The state and federal government are not doing enough to help low-income New Jersey residents put food on the table and coupled with a lingering recession, more families are forced into the already strained emergency food system according to anti-hunger advocates.

Trenton Area Soup Kitchen (Kevin McArdle, Townsquare Media NJ)
Trenton Area Soup Kitchen (Kevin McArdle, Townsquare Media NJ)

At the Trenton Area Soup Kitchen on Wednesday, the advocates and food pantry clients called for action to address the growing problem of hunger in the Garden State.

"We are seeing it (hunger) in suburbia. We are seeing it in urban areas. It's really kind of an epidemic throughout the state," said Adele LaTourette, New Jersey Anti-Hunger Coalition director. "I've been doing this for over 30 years and I have never seen or heard the stories that I'm seeing now."

The advocates urged the state to revise the Heat and Eat program to help provide more food assistance for an estimated 160,000 households and to do a better job in processing Supplemental Nutrition Assistance Program (SNAP, formerly called food stamps) applications.

'You can't feed your kids with pride'

JoEllen from Princeton runs an in-house day care center, but said she is down to just one client due to the economy. Her application for the SNAP program was denied a year-and-a-half ago and she has been frequenting food pantries ever since. She is not alone.

"I've seen people there that I would never think would come to the food pantry and they have to," JoEllen said. "You have to swallow your pride and go if you want to eat. My grandmother always said, 'You can't put pride on the table and eat it. You can't feed your kids with pride.'"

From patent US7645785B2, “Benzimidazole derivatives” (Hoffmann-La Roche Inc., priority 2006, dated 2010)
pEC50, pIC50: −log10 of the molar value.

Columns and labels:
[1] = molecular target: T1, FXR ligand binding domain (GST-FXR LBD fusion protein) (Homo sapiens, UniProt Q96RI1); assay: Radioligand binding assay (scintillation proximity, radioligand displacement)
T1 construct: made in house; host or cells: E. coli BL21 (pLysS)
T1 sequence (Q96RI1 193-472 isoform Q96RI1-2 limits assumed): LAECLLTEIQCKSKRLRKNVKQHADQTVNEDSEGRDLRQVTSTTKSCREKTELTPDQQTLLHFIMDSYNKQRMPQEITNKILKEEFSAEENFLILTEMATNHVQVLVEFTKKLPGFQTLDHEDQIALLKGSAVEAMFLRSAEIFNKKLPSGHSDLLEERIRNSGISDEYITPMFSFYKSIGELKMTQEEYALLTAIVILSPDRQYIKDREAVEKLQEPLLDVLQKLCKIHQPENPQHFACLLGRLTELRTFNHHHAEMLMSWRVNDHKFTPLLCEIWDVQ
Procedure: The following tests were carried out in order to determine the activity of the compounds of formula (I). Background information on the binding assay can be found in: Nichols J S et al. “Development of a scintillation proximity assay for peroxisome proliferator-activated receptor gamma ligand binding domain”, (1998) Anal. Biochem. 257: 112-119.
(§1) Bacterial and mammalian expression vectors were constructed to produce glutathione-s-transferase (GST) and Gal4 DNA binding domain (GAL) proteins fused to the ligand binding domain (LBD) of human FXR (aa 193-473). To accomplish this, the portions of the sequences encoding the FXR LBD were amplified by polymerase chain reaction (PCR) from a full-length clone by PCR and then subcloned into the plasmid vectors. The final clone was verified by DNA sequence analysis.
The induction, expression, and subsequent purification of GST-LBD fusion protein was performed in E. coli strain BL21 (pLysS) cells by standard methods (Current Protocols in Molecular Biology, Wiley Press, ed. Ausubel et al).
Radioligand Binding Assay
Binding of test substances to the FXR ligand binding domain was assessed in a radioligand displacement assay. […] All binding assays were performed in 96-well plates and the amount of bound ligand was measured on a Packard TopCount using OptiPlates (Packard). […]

Weighing some difficult options

Robert from Absecon is a casino worker in Atlantic City. His hours were recently cut. His wife was just laid off from the Revel Casino. They have a 2-year-old son and the family cares for Robert's disabled sister.

Robert said he was forced to go to a food pantry for the first time in September and will have to go again. He hopes there would be enough food.

"If there's not enough, my options are just to cut food out for me and my wife so my son eats," Robert explained.

Not alone in their struggle

David from Ocean Grove is a former construction worker now on disability. He used to receive $158 monthly in SNAP assistance, but that has been cut to $15 per month.

"I frequent food pantries for meals all the time. I help unload the trucks and I also, once in a while go into dumpsters," said David. "Yeah, I have to do these things. I'm not the only one either."